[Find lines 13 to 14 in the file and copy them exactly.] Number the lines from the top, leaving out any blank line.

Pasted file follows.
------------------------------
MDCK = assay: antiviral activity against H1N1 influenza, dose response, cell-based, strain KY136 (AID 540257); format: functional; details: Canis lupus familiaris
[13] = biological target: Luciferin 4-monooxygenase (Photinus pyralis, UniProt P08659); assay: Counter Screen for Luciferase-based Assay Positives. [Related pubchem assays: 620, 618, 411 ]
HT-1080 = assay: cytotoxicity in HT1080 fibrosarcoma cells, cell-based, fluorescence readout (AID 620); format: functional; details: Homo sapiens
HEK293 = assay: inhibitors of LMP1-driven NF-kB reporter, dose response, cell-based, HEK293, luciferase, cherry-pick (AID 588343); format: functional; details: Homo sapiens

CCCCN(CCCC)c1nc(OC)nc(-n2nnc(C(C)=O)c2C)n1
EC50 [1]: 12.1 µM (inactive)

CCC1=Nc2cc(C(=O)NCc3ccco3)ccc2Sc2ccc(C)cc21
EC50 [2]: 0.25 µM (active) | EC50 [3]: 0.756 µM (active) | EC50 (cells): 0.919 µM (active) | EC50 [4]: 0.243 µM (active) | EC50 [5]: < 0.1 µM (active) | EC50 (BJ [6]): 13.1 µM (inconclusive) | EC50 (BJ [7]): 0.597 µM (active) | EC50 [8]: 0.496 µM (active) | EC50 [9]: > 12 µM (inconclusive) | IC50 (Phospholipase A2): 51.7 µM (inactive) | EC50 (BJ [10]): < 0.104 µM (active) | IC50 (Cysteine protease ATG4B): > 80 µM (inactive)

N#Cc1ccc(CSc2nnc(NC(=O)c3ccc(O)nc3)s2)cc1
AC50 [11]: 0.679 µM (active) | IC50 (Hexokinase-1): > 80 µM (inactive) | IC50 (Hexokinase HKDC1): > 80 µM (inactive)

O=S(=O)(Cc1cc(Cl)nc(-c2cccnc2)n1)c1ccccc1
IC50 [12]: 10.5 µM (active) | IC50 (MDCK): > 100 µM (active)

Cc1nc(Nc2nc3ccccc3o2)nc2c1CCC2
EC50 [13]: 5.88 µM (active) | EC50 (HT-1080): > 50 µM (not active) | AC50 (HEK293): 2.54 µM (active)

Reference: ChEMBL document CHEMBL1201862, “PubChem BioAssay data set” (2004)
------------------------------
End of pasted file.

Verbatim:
Cc1nc(Nc2nc3ccccc3o2)nc2c1CCC2
EC50 [13]: 5.88 µM (active) | EC50 (HT-1080): > 50 µM (not active) | AC50 (HEK293): 2.54 µM (active)